The prize money attracted all but a smattering of the country's best pros, including Arnold Palmer and Jack Nicklaus, who are usually enough to insure a stampede at any gate. Because the event was being played on the PGA's own courses, it was agreed that any PGA member would be eligible to play. The turnout was a surprise: 107 teams, the largest field of pros ever to start in an official PGA event. "This is the only tournament in history," said the veteran Chick Harbert, "where the players out-number the gallery."
One of the most fascinating facets of this tournament was the teaming. Some pairs, of course, seemed obvious—like the Hebert brothers, Lionel and Jay, who normally travel together on the tour. Strangely, though, they have teamed together only twice before—in the CBS-TV matches. As Lionel explained it, "We were about the two strongest players in town, so we always had to play against each other to make a match." There were teams born of palships on the tour, such as former Masters champion Art Wall with Doug Ford, who have been buddies since they were both winning pros some years back. Julius Boros and George Bayer were other naturals.
Probably the most unlikely of all the pairings was that of old pro Bill Casper and Homero Blancas, the young man from Houston who has just been named rookie of the year for 1965. It is not in the nature of things for rookies to hobnob with the big established stars, but Casper said, "I was very impressed with the way he hit the ball. He keeps it low, much the way I do, and I thought he would be very good in the wind."
People speculated, too, about the Palmer-Nicklaus pairing. Some felt it would detract from the competition—and public interest—to have the tour's two biggest attractions on the same team. Others, knowing of the tendency of these two to needle one another, wondered if they might not forget the partnership in the heat of battle. Close as they are personally, there is nothing either likes better than to beat the other—and this does not discount their play in the Canada Cup that they won twice for the U.S., in Paris in 1963 and Hawaii in 1964.
On the contrary, the Palmer-Nicklaus team experimented at Palm Beach with schemes to improve their teamwork. On the first day, Palmer drove first on all the holes, and on the second day Nicklaus drove first. So far as they could tell, there was no advantage either way, so on the third day they alternated the honor, depending from time to time on how they felt as they stood at the tee. Where they most helped one another was in club selection. For instance, when Palmer was short with a five-iron to the green on the 8th hole, Nicklaus hit a four. Occasionally, but not often, they would help each other with advice on the contours of the greens. Like just about all the partnerships, if one of the players had a makable putt for a birdie, the other would putt first to insure the par even though he might be closer to the hole.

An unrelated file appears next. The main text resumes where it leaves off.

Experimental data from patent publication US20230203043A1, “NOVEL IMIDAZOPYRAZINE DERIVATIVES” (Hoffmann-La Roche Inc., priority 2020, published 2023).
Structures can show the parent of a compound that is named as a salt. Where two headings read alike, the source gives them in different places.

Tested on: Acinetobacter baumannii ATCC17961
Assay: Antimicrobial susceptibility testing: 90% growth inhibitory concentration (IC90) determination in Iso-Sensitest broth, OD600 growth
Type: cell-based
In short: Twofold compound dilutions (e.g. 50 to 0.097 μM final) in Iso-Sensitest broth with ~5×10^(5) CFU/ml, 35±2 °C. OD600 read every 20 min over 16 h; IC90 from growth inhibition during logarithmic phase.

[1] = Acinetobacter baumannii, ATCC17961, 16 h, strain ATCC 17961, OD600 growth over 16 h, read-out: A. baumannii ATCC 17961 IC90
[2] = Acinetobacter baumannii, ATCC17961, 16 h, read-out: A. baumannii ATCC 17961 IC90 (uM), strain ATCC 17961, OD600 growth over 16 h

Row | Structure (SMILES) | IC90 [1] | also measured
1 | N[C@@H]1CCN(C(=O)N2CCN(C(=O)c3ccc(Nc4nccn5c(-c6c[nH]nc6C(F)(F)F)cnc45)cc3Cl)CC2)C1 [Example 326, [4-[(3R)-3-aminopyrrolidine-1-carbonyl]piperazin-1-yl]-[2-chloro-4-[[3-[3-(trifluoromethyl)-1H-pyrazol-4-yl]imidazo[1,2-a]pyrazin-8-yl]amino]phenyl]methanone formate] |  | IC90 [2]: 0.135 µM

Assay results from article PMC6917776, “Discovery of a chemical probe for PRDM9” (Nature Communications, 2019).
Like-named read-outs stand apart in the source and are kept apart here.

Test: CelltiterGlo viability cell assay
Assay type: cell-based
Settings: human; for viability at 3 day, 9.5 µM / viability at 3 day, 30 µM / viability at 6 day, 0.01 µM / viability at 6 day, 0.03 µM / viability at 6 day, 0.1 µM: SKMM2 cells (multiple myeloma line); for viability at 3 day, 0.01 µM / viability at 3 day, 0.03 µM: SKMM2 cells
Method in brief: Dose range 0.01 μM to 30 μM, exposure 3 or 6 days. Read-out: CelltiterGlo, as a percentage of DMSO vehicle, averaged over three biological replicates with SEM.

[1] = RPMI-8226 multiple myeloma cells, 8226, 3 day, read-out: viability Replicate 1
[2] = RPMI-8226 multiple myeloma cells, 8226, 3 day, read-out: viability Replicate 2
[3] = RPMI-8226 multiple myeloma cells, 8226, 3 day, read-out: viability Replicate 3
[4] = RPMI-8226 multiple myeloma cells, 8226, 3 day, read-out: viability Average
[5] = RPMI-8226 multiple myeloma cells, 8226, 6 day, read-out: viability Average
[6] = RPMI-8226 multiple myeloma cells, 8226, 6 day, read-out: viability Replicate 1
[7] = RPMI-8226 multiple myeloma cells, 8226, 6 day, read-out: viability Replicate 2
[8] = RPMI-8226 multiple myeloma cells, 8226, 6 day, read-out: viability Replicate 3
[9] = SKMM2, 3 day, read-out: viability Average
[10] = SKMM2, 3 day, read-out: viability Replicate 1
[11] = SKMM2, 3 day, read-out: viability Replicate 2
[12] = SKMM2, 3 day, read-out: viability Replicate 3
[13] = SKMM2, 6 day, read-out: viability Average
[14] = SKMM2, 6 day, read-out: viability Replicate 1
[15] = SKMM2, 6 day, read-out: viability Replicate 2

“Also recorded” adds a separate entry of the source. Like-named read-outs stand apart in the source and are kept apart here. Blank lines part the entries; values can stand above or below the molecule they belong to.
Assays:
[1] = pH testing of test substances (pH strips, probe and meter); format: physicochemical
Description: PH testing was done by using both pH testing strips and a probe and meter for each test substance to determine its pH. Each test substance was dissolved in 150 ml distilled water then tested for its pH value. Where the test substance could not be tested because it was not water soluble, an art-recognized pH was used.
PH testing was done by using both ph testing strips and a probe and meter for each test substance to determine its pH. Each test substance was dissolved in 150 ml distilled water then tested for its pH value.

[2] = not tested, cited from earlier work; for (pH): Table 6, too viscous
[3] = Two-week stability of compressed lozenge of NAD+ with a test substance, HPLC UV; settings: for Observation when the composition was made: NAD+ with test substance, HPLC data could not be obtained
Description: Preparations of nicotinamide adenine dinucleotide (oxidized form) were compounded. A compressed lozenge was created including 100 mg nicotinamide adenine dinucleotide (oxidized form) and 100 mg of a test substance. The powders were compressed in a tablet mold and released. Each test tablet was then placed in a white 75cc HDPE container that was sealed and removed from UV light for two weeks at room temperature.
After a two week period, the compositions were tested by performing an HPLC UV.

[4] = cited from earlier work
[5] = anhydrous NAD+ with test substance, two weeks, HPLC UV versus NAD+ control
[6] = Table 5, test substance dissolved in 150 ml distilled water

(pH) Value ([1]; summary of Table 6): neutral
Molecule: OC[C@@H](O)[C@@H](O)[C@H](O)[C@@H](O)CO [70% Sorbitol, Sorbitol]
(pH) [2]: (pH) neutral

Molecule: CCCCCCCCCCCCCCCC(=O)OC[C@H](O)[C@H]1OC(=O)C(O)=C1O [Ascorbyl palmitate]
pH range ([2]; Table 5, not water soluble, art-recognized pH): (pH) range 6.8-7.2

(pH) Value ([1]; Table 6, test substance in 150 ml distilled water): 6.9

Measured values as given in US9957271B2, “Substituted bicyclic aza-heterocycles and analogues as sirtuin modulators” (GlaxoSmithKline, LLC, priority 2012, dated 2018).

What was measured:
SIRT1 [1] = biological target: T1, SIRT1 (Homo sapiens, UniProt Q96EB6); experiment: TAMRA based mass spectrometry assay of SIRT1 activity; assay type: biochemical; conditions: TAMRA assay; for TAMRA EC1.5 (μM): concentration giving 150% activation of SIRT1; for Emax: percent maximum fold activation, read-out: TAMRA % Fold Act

Actually none of the pros came up with any partnership ideas that are not known to just about every weekend golfer in the world, since four-ball is, without a doubt, the commonest form of golf for the amateur. But they loved the tournament, particularly the ones who were doing well. "It's a lot more fun than regular tournament golf," said Bobby Nichols after bringing in a 65 with his partner, R. H. Sikes, on the third day to go into a tie for second at 19 under par, just a stroke behind the leading Hebert brothers and tied with Brewer and Baird.
In the long run, luck plays the major part in four-ball success. Two golfers can be playing beautifully and scoring superbly, but if their birdies all come on the same holes they will lose to a team that manages to divide its birdies among holes. The trick is to have your partner play well on the holes where you are in the boondocks, and vice versa.
That was the trouble with Palmer and Nicklaus. Starting the final round only two strokes behind the leading Hebert brothers, they were 18 strokes under par for the tournament. On Saturday, though, they were not putting well, and their four birdies came only on the par-5 holes, leaving them in a tie for seventh. Casper and Blancas were in a similar fix, and their routine two-under-par 70 left them 10 strokes back after their earlier promising rounds.
In fact, the celebrities of golf were notable for their absence from the top as the tournament ended. Senior citizen Sam Snead, paired with Gardner Dickinson, played marvelous golf to finish in a tie for third with Nichols and Sikes, who had a lackluster 68 on the final round. But then came names like Bert Yancey and Dudley Wysong, Bob Shave and John Berry, and Billy Farrell and Babe Lichardus. None of these frightened the oldtime front-runners, who pronounced their best-ball tournament a huge success. That would change, of course, if the "unknowns" seemed about to make a habit of beating the pro pros.